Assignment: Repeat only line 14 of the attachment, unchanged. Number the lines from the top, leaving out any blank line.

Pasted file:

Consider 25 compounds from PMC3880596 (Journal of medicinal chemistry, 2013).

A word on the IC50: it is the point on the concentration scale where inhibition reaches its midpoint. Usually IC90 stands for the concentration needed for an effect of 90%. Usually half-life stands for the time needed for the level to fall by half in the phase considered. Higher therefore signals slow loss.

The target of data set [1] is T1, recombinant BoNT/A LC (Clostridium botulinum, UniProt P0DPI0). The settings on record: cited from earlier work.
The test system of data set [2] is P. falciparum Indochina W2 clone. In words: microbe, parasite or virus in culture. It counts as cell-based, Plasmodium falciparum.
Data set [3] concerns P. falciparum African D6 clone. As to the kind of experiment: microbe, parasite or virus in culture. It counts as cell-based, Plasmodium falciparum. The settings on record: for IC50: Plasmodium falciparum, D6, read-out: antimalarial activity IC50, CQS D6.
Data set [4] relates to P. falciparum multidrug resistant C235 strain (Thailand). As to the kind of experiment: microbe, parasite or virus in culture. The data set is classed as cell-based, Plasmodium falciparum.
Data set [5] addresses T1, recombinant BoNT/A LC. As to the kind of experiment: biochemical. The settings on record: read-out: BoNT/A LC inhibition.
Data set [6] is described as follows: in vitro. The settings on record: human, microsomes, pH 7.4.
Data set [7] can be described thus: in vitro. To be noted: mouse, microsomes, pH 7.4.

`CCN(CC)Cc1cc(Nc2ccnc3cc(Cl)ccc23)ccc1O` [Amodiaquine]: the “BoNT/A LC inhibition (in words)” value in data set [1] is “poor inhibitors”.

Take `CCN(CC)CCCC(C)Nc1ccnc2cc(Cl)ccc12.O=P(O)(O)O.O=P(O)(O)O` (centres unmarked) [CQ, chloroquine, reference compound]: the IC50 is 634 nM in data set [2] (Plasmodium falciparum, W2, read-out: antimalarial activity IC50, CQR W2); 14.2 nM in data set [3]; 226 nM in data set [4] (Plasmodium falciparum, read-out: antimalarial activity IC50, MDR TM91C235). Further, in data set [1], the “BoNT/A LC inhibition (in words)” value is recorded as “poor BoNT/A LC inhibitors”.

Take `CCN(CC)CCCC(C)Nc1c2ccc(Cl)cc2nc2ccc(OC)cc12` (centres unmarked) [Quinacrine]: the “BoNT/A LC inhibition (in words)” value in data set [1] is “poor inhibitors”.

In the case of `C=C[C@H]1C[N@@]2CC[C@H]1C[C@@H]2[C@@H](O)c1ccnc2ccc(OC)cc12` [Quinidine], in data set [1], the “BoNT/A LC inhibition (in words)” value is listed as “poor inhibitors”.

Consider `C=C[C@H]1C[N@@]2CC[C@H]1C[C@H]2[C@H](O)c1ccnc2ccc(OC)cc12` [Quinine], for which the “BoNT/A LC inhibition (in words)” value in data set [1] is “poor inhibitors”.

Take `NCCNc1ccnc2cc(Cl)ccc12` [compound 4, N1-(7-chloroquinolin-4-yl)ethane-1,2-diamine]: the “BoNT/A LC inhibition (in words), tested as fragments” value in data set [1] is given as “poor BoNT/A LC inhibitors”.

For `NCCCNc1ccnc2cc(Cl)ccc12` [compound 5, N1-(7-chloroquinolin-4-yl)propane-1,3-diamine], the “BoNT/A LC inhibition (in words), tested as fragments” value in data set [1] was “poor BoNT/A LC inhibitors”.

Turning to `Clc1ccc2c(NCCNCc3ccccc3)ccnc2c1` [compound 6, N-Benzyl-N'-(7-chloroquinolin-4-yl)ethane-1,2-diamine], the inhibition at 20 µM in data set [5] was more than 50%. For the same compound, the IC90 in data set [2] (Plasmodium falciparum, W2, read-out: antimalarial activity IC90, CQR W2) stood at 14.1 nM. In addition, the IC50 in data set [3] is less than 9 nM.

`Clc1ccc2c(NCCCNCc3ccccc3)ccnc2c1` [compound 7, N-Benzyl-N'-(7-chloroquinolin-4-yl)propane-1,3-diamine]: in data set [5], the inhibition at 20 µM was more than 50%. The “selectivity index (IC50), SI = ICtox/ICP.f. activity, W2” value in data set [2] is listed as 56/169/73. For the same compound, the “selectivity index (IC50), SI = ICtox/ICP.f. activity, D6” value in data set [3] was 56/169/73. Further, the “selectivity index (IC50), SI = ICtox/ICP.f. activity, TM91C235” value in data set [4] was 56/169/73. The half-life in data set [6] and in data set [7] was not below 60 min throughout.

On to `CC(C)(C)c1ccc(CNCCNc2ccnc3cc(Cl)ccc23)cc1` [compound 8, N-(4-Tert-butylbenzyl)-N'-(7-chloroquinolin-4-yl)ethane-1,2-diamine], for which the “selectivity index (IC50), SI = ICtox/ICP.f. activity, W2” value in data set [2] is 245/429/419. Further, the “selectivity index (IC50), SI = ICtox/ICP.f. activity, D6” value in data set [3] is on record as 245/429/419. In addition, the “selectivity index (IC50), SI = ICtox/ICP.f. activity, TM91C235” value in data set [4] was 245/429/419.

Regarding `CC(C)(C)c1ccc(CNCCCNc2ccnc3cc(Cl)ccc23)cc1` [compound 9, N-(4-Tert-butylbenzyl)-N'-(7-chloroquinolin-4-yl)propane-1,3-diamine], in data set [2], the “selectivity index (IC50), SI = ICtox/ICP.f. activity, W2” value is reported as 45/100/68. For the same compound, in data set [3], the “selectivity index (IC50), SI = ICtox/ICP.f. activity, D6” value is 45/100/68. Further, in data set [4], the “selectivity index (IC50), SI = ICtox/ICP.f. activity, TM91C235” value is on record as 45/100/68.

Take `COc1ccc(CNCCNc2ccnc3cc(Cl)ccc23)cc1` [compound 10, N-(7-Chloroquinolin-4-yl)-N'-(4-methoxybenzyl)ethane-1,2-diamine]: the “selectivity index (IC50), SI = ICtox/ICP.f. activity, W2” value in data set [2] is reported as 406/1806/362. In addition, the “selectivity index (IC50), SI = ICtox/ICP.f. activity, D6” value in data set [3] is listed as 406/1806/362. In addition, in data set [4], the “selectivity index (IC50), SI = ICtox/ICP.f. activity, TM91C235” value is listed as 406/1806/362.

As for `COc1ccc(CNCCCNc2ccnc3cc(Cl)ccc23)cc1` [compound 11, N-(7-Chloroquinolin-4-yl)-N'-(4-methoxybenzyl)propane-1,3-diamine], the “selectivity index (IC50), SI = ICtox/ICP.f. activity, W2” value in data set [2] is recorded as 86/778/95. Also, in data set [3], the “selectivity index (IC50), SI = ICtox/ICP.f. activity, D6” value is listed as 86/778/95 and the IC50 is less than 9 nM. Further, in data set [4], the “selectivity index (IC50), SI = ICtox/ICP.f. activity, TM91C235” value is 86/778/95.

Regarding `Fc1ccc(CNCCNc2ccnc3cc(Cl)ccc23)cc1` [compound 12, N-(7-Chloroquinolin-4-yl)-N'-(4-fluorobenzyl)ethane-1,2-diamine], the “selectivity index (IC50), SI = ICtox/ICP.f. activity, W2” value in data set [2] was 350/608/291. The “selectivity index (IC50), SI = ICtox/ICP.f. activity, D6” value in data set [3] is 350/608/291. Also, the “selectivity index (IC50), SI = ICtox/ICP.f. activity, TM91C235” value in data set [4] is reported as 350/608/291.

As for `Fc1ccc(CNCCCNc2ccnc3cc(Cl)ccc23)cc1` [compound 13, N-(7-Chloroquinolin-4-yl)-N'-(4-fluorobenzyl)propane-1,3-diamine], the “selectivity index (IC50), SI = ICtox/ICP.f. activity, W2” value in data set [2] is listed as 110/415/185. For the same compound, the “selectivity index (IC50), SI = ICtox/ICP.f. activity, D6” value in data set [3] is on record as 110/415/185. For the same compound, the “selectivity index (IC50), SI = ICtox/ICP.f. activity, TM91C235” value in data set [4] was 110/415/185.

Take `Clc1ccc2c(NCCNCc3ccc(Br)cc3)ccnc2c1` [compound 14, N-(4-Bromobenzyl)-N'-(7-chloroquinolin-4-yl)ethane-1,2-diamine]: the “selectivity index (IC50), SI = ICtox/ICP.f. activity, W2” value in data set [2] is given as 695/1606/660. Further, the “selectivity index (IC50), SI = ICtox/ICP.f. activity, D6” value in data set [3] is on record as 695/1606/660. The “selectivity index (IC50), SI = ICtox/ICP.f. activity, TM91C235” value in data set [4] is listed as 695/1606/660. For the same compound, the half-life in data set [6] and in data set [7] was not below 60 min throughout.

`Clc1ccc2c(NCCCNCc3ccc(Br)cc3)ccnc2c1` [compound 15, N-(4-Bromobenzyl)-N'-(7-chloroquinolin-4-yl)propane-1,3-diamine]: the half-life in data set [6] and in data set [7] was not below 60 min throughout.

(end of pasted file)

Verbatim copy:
Consider `C=C[C@H]1C[N@@]2CC[C@H]1C[C@H]2[C@H](O)c1ccnc2ccc(OC)cc12` [Quinine], for which the “BoNT/A LC inhibition (in words)” value in data set [1] is “poor inhibitors”.